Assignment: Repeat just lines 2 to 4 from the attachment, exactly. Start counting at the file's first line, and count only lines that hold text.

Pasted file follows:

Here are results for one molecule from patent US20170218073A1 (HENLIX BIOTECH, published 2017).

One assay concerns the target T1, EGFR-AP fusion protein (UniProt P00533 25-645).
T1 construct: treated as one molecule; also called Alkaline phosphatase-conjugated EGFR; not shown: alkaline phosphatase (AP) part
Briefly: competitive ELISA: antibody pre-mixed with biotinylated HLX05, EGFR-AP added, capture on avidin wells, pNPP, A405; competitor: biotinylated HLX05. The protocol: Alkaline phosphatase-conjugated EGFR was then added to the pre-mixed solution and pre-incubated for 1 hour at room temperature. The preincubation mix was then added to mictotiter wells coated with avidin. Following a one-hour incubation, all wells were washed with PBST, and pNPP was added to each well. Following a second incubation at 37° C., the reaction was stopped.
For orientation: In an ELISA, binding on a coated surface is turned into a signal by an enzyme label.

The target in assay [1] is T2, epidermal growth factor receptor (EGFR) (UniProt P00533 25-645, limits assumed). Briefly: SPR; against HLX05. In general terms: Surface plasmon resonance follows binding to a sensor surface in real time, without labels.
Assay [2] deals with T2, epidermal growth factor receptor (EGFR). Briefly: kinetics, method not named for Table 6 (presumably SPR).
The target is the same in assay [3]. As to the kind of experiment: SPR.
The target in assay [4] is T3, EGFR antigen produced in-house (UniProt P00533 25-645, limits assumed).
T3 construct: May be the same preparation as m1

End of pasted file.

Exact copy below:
One assay concerns the target T1, EGFR-AP fusion protein (UniProt P00533 25-645).
T1 construct: treated as one molecule; also called Alkaline phosphatase-conjugated EGFR; not shown: alkaline phosphatase (AP) part
Briefly: competitive ELISA: antibody pre-mixed with biotinylated HLX05, EGFR-AP added, capture on avidin wells, pNPP, A405; competitor: biotinylated HLX05. The protocol: Alkaline phosphatase-conjugated EGFR was then added to the pre-mixed solution and pre-incubated for 1 hour at room temperature. The preincubation mix was then added to mictotiter wells coated with avidin. Following a one-hour incubation, all wells were washed with PBST, and pNPP was added to each well. Following a second incubation at 37° C., the reaction was stopped.